There is no justification for the tragic division between kiruv and chinuch, a division that explains why for all the public relations efforts, kiruv is in the doldrums. It does not have to be this way, witness the major exception in all of North America: Dallas, where an extraordinary Torah community has emerged because of the organic relationship between outreach and basic Torah education.
About the Author: Dr. Marvin Schick is president of the Rabbi Jacob Joseph School. He has been actively engaged in Jewish communal life for more than sixty years.
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Obama’s incompetence, the way his naive worldview and credulity have made a fool of him, are equally frightening
“The only difference between this world and the time of Meshiach is our bondage to the gentile kingdoms.”
You’ve discovered our little secret!
Klein’s challenger has demonstrated a propensity to unleash poisonous vitriol, even to other Zionists
President Obama’s foreign policy is based on fantasy.
Welcome the book of Leviticus!
If the nationalist Knesset members don’t provide the answer, the Arab MKs will do so in their place.
International Agunah Day falls annually on Ta’anis Esther, this year on March 13.
Yeshiva University Museum recently hosted an exhibit titled “Threshold to the Sacred.”
Even a foxhole Yid has to admit that antisemitism is on the upswing.
As shocking and insulting and horrifying as it is, Nazi war criminals are still living freely among us.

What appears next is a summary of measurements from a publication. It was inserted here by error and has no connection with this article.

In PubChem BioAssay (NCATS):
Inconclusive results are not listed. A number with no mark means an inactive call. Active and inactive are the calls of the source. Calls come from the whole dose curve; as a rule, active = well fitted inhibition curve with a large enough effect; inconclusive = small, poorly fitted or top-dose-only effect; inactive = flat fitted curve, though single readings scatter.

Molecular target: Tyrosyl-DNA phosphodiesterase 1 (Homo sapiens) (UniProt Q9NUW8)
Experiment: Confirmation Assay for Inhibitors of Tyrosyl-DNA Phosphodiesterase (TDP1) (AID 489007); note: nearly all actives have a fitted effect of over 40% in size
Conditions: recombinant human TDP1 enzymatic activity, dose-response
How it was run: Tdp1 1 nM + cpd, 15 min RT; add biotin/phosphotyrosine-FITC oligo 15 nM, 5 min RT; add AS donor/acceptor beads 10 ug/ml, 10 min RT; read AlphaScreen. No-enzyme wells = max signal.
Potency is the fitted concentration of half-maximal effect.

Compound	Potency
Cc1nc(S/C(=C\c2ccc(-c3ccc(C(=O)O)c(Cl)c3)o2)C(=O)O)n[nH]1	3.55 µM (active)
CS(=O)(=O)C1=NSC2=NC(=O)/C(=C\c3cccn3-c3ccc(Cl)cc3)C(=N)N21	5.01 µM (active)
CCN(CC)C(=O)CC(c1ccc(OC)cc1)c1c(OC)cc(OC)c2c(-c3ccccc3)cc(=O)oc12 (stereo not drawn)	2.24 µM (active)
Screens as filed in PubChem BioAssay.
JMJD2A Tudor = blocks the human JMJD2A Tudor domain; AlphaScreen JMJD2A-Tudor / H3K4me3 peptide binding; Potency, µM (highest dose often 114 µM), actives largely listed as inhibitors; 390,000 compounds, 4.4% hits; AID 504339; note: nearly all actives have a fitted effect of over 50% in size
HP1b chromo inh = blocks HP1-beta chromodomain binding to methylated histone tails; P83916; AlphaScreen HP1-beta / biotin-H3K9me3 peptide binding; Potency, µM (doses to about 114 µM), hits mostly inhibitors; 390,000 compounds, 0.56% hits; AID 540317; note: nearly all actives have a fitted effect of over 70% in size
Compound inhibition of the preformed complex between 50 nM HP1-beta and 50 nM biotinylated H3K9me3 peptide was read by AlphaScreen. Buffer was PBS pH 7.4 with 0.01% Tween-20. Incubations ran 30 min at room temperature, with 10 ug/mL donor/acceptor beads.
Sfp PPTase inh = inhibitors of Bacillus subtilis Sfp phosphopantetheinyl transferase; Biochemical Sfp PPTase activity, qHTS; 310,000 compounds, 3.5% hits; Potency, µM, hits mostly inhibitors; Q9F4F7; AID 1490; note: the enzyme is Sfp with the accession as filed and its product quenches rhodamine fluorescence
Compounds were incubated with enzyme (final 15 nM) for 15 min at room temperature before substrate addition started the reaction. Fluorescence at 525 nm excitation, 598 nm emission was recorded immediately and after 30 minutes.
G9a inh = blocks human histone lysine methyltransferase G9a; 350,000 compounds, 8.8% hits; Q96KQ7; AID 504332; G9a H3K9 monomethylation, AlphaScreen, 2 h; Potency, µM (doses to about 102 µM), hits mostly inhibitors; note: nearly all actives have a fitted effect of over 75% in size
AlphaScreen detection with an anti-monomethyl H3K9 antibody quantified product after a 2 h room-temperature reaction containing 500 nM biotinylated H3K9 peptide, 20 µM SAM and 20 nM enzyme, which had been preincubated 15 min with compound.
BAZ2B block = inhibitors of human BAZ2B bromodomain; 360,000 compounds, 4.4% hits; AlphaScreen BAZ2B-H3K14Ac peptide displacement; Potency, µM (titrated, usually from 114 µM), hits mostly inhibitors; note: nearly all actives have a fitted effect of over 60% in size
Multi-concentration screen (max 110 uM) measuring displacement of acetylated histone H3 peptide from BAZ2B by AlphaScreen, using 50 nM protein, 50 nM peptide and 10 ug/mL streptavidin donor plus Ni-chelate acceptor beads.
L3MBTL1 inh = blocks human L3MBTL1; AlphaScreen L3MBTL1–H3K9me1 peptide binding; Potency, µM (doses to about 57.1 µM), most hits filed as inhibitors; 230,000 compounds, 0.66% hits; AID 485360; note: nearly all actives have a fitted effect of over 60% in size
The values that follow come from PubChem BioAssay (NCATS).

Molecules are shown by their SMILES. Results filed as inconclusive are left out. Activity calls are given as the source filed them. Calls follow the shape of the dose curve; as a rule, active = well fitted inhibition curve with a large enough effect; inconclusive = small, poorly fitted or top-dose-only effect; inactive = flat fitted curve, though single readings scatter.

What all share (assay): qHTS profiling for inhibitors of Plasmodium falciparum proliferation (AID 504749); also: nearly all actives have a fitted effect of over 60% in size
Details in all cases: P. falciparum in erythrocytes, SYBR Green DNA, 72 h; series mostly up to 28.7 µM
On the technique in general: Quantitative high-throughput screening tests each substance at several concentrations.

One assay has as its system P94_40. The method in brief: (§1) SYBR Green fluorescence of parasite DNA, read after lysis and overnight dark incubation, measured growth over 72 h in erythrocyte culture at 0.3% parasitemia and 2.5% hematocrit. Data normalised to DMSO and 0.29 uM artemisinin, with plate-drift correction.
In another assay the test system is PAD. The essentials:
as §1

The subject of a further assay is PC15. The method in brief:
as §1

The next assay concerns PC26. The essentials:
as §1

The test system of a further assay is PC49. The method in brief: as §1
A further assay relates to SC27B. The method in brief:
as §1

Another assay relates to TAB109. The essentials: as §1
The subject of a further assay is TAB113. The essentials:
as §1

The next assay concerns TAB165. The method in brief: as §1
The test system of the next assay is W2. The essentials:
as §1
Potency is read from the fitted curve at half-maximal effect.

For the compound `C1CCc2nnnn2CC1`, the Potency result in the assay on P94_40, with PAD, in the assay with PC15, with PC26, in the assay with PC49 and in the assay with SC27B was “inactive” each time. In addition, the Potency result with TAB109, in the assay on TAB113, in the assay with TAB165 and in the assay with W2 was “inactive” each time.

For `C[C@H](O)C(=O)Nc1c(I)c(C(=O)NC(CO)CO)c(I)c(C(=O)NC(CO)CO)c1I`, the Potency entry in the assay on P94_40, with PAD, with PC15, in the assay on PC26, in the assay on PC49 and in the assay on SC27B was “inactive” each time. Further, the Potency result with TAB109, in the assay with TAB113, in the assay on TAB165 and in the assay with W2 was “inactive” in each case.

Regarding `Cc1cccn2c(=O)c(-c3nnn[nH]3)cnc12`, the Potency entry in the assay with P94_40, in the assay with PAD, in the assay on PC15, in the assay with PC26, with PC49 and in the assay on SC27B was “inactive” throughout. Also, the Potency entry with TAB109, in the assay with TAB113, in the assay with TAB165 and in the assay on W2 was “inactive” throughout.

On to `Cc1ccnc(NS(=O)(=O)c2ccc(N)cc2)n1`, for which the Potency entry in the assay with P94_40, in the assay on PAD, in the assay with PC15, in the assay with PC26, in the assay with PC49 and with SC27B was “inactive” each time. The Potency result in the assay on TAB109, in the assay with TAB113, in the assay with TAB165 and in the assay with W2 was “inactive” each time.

One can almost imagine a shocked Mr. Kerry thinking to himself, “How could he?” Yet not only did Mr. Putin do what he did, China, one of the three major international players along with the U.S. and Russia, agreed with him, not with Mr. Kerry.
Ramaz is a venerable Modern Orthodox educational institution whose mission statement contains the explicit commitment to “Ahavat Yisrael, and love and support for the State of Israel.”
In the course of the ages there wasn’t a Jewish community more convinced of its capacity for survival than the Jewish community of Hungary in the 19th and 20th centuries.
Two months ago, the Pew Research Center issued a comprehensive study of American Jews and ever since the American Jewish community has been debating the findings. I have contributed my share to this debate, which concerns matters of critical importance.
As we commemorate the fiftieth yahrzeit this Friday, the second day of Kislev, of Rav Aaron Kotler – the greatest Jew, in the opinion of even many of his fellow Torah luminaries, ever to set foot on North American soil – we are obligated to reflect on his achievements and the lessons he taught.
A major sociological characteristic and consequence of modernity is the tendency for people to join together in associations that express a common goal or interest or a shared experience. The United States has been a nation of joiners from day one and perhaps even before independence was declared. Alexis de Tocqueville described this tendency in Democracy in America, the epic prophetic work published a century and three-quarters ago.
There is constant talk of a tuition crisis, of the growing number of yeshiva and day school parents – and potential parents – who say that full tuition or anything close to it is beyond their financial reach.
It often seems that it’s always open season on teachers, that they are available for target practice in the form of harsh criticism or verbal and written abuse from current parents, former parents, current students, former students, administrators, lay leaders and, in the case of public education, public officials and the media.
My first visit to Israel in the summer of 1959 coincided to an extent with the trip by Rabbi Aharon Kotler, the great rosh yeshiva of Lakewood, who came to give shiurim at Yeshiva Eitz Chaim in Jerusalem and to campaign for Agudath Israel in the Knesset elections, as he had done previously in the decade.